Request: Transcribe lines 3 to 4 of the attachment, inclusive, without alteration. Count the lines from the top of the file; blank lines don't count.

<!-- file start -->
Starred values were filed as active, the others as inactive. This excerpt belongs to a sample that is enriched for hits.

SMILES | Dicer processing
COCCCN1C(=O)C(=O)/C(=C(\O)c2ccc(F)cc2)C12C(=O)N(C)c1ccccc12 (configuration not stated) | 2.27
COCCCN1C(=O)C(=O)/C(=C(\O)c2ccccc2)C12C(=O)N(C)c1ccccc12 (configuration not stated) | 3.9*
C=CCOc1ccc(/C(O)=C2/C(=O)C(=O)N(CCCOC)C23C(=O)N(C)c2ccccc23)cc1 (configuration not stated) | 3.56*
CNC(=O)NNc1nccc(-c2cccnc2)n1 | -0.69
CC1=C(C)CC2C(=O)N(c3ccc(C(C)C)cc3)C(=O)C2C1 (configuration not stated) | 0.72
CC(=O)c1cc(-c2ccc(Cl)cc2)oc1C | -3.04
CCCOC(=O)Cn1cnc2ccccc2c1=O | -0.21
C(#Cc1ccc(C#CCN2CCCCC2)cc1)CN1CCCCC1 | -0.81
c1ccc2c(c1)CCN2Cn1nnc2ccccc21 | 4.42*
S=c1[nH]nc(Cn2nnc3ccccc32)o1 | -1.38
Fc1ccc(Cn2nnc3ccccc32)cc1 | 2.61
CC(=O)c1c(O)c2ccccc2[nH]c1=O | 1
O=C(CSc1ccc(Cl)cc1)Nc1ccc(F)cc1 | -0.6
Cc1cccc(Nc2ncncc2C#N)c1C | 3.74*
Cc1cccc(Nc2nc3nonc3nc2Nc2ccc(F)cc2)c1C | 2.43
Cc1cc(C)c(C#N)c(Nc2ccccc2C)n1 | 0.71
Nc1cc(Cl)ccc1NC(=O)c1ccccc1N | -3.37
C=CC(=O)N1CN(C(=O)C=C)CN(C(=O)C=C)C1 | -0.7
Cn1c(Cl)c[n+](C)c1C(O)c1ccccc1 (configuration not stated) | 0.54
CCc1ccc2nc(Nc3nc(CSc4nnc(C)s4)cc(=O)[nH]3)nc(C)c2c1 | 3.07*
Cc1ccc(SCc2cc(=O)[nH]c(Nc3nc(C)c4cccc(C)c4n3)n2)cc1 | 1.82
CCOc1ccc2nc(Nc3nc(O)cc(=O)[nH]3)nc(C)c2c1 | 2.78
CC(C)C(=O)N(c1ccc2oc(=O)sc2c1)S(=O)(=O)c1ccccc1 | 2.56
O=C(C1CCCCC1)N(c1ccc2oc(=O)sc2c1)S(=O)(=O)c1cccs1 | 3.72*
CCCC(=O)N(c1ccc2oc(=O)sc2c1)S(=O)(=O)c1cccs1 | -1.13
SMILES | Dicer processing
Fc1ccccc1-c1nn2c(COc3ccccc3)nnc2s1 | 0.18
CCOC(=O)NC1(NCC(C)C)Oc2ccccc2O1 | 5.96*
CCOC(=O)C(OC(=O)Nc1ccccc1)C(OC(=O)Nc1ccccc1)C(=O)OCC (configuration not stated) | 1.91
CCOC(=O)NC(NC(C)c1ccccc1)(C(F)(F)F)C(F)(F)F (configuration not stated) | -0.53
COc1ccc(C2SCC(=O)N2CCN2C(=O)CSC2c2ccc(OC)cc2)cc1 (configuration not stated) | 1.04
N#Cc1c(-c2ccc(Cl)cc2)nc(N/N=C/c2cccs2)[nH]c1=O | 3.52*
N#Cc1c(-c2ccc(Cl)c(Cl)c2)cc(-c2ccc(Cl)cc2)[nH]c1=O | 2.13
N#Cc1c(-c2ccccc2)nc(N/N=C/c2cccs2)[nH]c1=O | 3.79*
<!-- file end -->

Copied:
COCCCN1C(=O)C(=O)/C(=C(\O)c2ccc(F)cc2)C12C(=O)N(C)c1ccccc12 (configuration not stated) | 2.27
COCCCN1C(=O)C(=O)/C(=C(\O)c2ccccc2)C12C(=O)N(C)c1ccccc12 (configuration not stated) | 3.9*